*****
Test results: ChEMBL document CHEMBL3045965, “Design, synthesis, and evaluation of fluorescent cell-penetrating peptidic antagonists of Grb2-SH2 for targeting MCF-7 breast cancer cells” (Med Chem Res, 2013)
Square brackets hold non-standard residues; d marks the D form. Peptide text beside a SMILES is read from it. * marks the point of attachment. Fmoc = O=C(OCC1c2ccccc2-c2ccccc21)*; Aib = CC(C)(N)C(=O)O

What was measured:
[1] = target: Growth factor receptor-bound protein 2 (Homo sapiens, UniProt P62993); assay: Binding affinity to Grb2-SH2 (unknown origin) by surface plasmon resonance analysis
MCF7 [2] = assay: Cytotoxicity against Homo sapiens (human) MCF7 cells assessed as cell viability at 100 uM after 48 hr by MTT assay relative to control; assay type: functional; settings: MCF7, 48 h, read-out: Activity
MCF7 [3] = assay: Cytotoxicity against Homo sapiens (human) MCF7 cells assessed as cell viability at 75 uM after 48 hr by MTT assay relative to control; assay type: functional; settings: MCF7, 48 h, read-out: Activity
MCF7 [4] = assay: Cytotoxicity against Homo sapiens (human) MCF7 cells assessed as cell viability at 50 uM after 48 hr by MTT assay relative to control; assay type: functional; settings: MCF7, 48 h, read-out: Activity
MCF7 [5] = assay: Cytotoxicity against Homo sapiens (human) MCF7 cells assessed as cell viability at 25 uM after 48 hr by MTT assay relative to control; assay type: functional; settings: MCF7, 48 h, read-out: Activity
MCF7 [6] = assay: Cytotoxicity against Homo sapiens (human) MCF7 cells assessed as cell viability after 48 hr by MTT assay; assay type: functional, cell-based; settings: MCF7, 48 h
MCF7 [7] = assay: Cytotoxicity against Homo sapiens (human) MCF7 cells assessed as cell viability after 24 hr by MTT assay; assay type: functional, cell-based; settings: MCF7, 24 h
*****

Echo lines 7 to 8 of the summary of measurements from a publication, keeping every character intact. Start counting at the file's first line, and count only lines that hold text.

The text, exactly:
MCF7 [4] = assay: Cytotoxicity against Homo sapiens (human) MCF7 cells assessed as cell viability at 50 uM after 48 hr by MTT assay relative to control; assay type: functional; settings: MCF7, 48 h, read-out: Activity
MCF7 [5] = assay: Cytotoxicity against Homo sapiens (human) MCF7 cells assessed as cell viability at 25 uM after 48 hr by MTT assay relative to control; assay type: functional; settings: MCF7, 48 h, read-out: Activity